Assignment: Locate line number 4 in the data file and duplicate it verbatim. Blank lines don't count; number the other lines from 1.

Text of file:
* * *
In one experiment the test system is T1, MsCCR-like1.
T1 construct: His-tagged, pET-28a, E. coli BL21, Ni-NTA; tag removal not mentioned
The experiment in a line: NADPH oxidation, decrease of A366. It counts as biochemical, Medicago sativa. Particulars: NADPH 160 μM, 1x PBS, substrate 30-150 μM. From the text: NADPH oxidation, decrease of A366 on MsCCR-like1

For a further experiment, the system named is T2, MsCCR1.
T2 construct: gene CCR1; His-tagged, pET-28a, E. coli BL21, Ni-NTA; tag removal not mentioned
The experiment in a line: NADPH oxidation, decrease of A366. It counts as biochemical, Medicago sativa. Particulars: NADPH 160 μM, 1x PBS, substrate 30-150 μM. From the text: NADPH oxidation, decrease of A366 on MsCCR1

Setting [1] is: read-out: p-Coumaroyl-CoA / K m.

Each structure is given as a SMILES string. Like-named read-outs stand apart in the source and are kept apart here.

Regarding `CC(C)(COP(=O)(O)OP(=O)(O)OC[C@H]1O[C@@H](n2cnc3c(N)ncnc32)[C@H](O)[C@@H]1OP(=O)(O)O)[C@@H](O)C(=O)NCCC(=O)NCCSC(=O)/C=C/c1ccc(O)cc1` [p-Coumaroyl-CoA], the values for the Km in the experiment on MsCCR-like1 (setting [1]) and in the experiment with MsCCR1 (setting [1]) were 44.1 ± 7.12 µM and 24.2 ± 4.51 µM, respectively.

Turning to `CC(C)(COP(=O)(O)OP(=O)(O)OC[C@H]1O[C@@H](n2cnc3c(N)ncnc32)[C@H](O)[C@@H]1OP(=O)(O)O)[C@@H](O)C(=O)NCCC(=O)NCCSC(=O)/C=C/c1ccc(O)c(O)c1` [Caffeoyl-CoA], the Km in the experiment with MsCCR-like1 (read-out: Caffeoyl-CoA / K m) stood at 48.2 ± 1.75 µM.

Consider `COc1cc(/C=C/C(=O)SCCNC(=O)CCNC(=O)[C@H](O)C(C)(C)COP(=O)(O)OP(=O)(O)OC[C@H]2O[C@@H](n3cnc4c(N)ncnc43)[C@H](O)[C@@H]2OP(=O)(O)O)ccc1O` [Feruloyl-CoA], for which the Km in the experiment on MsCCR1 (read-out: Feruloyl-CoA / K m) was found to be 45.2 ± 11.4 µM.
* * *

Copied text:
For a further experiment, the system named is T2, MsCCR1.